Creativity Is Essential to Any “Coaching Breakthrough”
Creativity often feels like this unknowable, illusive force to most people. As if it’s something only the natural-born creative class can tap into. It brings up terrible memories of having stick figure drawings from ridiculed in front of a middle school class.
But the truth is, we all have untapped creative potential. Creativity is not so much an innate talent, as it is a learned process. And when you follow the process in the context of your unique set of interests, strengths, and talents, you have all the tools you need to focus on to reach your personal and professional goals.
The only question that remains is: how do you tap in to this creative potential?
In his seminal work, The Art of Thought, published in 1926, Graham Wallas outlined the process of creativity. He suggested there are four stages/steps involved:
1. The Preparation Stage - We gather data, thoughts, and emotions, ask questions, make hypotheses, and “mess around” until we identify a problem.
2. The Incubation Stage - We stop consciously thinking about the problem, but find our minds wandering to it anyway. Ideas come in the shower, preparing for bed, or whenever we are most relaxed.
3. The Illumination Stage – We experience those illusive flashes of insight and the solution to our predicament seems obvious.
4. The Verification Stage - We continue to test the solution or insight, often in other contexts and with other people until we’ve confirmed its correctness.
When followed in order, these four stages are not only the pathway to every great innovation, work of art, or piece of literature; they are the key that opens the door to massive “breakthroughs” in our professional and personal lives.
And that is precisely why they are the foundation for my coaching methodology.
Let’s take one of my higher education clients for example. We’ll call her Pietra.
In the Preparation Stage, we spent a number of months getting to know each other in person and over the phone. She, like most of us, started out slightly confused about what she wanted from this next phase in her life. She felt stuck, but didn’t really know what the root cause of her problem was. We worked to identify what’s been holding her back, what’s she’s interested in, and what new goals may be worthwhile.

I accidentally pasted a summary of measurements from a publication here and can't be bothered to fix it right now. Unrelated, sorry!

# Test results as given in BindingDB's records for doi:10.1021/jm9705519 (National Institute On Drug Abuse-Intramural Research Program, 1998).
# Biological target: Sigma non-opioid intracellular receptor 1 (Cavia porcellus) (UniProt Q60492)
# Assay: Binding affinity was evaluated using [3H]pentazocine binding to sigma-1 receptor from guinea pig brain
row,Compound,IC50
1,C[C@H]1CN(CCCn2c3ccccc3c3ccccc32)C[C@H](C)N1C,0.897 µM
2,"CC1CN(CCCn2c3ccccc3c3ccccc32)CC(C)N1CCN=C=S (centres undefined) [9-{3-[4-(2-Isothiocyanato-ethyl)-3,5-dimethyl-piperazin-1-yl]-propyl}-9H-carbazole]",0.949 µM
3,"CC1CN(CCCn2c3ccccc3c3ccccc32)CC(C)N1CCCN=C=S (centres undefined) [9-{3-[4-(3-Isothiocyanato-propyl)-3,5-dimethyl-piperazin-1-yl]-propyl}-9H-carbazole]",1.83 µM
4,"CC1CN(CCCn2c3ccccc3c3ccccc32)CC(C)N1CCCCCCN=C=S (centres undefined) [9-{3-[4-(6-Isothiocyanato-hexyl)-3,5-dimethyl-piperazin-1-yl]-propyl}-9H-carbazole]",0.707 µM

Upon entering the Incubation Stage, Pietra would frequently hijack our session agenda with new insights, issues, and challenges she’s faced over the past week. (I was thrilled by this!) She was taking the things we’d talked about and letting them percolate unconsciously. What came were the first sparks of sparks of inspiration; I knew we were on the right path.
And eventually, she started messaging me in between coaching calls to tell me she had a moment of insight into what often triggers her outbursts in department meetings (out of many things that trigger us in department meetings. Her budding self-awareness and clear understanding of the forces at play was evidence we’d dove right into the Illumination Stage.
Which left only the Verification Stage, in which we discussed specific examples and she tested her thoughts on each one. Through this process, Pietra has learned to recognize her emotions so she now responds rather than reacts. She was just that much closer to reaching her goals
What makes my coaching methodology unique is that it applies the principles of these four phases. I am hyper-attuned to the clues that a person is shifting from one phase to the next and I know how to bring people into this creative mindset.
I believe understanding the processes involved in creative thinking can not only help us all improve our problem solving but, more importantly, our problem discovery, a critical aspect of identifying and reaching worthwhile goals.
Next time…Blocks to Creativity!